The mid-Heian period is seen as the golden age of Yamato-e, which were initially used primarily for sliding doors (fusuma) and folding screens (by?bu). However, new painting formats also came to the fore, especially towards the end of the Heian period, including emakimono, or long illustrated handscrolls. Varieties of emakimono encompass illustrated novels, such as the Genji Monogatari , historical works, such as the Ban Dainagon Ekotoba , and religious works. In some cases, emaki artists employed pictorial narrative conventions that had been used in Buddhist art since ancient times, while at other times they devised new narrative modes that are believed to convey visually the emotional content of the underlying narrative. Genji Monogatari is organized into discreet episodes, whereas the more lively Ban Dainagon Ekotoba uses a continuous narrative mode in order to emphasize the narrative's forward motion. These two emaki differ stylistically as well, with the rapid brush strokes and light coloring of Ban Dainagon contrasting starkly to the abstracted forms and vibrant mineral pigments of the Genji scrolls. The Siege of the Sanj? Palace is another famous example of this type of painting.
E-maki also serve as some of the earliest and greatest examples of the onna-e ("women's pictures") and otoko-e ("men's pictures") and styles of painting. There are many fine differences in the two styles. Although the terms seem to suggest the aesthetic preferences of each gender, historians of Japanese art have long debated the actual meaning of these terms, and they remain unclear. Perhaps most easily noticeable are the differences in subject matter. Onna-e, epitomized by the Tale of Genji handscroll, typically deals with court life and courtly romance while otoko-e, often deal with historical or semi-legendary events, particularly battles.
These genres continued on through Kamakura period Japan. E-maki of various kinds continued to be produced; however, the Kamakura period was much more strongly characterized by the art of sculpture, rather than painting.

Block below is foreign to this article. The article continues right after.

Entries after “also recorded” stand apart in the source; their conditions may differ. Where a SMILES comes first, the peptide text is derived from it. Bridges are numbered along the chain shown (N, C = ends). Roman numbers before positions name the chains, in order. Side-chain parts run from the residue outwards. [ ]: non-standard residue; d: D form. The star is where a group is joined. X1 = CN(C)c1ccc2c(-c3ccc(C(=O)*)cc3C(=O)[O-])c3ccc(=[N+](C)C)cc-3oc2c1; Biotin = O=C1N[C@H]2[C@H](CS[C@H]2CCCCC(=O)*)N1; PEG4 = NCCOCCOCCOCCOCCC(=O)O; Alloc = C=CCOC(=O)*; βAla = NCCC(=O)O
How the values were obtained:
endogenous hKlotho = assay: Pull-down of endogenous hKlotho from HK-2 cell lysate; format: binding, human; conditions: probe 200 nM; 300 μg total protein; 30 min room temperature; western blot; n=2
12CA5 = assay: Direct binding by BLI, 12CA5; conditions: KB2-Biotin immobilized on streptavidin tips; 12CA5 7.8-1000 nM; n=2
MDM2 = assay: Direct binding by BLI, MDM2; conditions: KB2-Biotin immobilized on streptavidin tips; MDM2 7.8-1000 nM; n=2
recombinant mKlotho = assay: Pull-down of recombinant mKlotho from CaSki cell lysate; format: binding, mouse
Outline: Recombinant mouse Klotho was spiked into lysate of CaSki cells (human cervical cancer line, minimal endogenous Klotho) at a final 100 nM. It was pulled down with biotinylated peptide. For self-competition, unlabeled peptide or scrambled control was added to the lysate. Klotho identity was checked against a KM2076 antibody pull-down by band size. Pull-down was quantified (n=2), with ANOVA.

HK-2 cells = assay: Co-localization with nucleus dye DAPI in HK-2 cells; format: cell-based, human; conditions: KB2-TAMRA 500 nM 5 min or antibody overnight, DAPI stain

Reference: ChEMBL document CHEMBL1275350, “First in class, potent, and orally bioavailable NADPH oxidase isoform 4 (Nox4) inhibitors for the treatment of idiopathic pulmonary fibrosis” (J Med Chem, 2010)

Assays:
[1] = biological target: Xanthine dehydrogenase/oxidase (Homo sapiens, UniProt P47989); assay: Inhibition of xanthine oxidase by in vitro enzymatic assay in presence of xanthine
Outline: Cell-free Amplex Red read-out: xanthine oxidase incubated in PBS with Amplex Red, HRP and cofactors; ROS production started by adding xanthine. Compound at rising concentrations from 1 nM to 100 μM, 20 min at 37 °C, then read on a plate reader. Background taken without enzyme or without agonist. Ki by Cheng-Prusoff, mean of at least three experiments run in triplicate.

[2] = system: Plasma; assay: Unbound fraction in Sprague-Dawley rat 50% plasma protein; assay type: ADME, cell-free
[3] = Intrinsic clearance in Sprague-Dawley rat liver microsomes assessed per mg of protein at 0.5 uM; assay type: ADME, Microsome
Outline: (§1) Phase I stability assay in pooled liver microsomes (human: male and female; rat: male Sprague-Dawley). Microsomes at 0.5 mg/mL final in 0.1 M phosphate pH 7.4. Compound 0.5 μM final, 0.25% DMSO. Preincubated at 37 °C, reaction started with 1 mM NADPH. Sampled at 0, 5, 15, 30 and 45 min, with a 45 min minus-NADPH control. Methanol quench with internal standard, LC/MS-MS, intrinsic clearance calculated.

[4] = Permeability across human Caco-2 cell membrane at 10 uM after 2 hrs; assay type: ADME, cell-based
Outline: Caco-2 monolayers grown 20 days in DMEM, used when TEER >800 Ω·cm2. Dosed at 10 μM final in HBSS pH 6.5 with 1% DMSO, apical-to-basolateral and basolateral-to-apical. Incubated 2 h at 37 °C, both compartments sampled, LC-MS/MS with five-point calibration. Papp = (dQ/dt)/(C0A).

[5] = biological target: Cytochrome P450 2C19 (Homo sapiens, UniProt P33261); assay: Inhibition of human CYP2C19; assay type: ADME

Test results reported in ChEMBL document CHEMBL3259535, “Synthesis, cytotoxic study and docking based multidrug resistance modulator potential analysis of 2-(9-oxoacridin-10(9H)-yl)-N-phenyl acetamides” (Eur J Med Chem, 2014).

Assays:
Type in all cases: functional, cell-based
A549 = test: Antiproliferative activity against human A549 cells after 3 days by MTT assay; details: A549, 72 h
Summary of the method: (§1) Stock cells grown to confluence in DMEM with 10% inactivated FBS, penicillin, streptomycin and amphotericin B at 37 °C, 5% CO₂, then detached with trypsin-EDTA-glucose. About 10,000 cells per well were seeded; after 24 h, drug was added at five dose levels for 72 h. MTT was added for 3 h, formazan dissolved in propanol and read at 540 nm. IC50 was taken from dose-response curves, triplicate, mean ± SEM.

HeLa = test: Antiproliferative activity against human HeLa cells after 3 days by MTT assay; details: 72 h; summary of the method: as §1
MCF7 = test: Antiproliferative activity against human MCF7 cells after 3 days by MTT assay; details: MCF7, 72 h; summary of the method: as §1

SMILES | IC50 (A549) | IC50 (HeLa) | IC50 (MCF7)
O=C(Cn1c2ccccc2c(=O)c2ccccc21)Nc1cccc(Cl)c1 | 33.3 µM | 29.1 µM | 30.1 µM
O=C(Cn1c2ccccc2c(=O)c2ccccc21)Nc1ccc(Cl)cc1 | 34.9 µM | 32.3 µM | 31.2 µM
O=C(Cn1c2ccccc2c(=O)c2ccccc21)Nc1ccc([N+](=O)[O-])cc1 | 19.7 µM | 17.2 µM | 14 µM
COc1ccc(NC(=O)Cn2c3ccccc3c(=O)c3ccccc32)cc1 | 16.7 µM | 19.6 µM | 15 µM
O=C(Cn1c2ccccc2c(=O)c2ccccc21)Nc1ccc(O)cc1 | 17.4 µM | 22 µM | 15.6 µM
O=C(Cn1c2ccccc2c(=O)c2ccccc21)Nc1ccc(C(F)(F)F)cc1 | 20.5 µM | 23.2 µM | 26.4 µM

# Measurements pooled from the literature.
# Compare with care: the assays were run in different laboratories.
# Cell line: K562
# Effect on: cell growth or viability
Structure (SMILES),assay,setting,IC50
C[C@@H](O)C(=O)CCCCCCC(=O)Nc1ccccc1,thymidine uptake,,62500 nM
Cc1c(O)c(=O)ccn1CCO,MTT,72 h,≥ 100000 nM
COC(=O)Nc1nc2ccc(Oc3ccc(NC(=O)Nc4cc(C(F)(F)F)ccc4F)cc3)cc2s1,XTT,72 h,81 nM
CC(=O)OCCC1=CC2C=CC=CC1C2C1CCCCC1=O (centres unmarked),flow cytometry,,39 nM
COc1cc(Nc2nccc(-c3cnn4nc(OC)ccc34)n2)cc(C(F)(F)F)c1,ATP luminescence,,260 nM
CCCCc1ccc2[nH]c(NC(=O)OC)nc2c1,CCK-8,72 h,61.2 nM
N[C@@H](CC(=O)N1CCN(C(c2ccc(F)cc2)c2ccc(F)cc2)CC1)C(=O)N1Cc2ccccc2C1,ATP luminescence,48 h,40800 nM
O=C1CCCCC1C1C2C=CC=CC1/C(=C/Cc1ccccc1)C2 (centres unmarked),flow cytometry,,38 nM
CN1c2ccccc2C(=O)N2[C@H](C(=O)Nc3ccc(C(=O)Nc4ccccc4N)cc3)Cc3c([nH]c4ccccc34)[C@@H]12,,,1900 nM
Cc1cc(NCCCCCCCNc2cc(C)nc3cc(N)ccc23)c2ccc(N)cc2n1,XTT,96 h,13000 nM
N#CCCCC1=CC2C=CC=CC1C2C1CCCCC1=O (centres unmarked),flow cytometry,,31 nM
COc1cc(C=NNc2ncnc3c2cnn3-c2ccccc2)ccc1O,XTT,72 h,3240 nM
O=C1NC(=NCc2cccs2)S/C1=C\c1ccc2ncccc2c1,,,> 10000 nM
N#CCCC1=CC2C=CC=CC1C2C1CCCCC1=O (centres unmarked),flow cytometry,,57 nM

As most of the paintings in the Heian and Kamakura periods are religious in nature, the vast majority are by anonymous artists.
During the 14th century, the development of the great Zen monasteries in Kamakura and Kyoto had a major impact on the visual arts. Suibokuga, an austere monochrome style of ink painting introduced from the Song and Yuan dynasty China largely replaced the polychrome scroll paintings of the previous period, although some polychrome portraiture remained - primary in the form of chinso paintings of Zen monks. Typical of such painting is the depiction by the priest-painter Ka? of the legendary monk Kensu (Hsien-tzu in Chinese) at the moment he achieved enlightenment. This type of painting was executed with quick brush strokes and a minimum of detail.
Catching a Catfish with a Gourd (located at Taiz?-in, My?shin-ji, Kyoto), by the priest-painter Josetsu, marks a turning point in Muromachi painting. In the foreground a man is depicted on the bank of a stream holding a small gourd and looking at a large slithery catfish. Mist fills the middle ground, and the background, mountains appear to be far in the distance. It is generally assumed that the "new style" of the painting, executed about 1413, refers to a more Chinese sense of deep space within the picture plane
By the end of the 14th century, monochrome landscape paintings (??? sansuiga) had found patronage by the ruling Ashikaga family and was the preferred genre among Zen painters, gradually evolving from its Chinese roots to a more Japanese style.
The foremost artists of the Muromachi period are the priest-painters Sh?bun and Sessh?. Sh?bun, a monk at the Kyoto temple of Sh?koku-ji, created in the painting Reading in a Bamboo Grove (1446) a realistic landscape with deep recession into space. Sessh?, unlike most artists of the period, was able to journey to China and study Chinese painting at its source. Landscape of the Four Seasons (Sansui Chokan; c. 1486) is one of Sesshu's most accomplished works, depicting a continuing landscape through the four seasons.
In the late Muromachi period, ink painting had migrated out of the Zen monasteries into the art world in general, as artists from the Kan? school and the Ami school (ja:???) adopted the style and themes, but introducing a more plastic and decorative effect that would continue into modern times.
Important artists in the Muromachi period Japan include:
In sharp contrast to the previous Muromachi period, the Azuchi-Momoyama period was characterized by a grandiose polychrome style, with extensive use of gold and silver foil, and by works on a very large scale. The Kan? school, patronized by Oda Nobunaga, Toyotomi Hideyoshi, Tokugawa Ieyasu, and their followers, gained tremendously in size and prestige. Kan? Eitoku developed a formula for the creation of monumental landscapes on the sliding doors enclosing a room. These huge screens and wall paintings were commissioned to decorate the castles and palaces of the military nobility. This status continued into the subsequent Edo period, as the Tokugawa bakufu continued to promote the works of the Kano school as the officially sanctioned art for the Shogun, daimy?s, and Imperial court.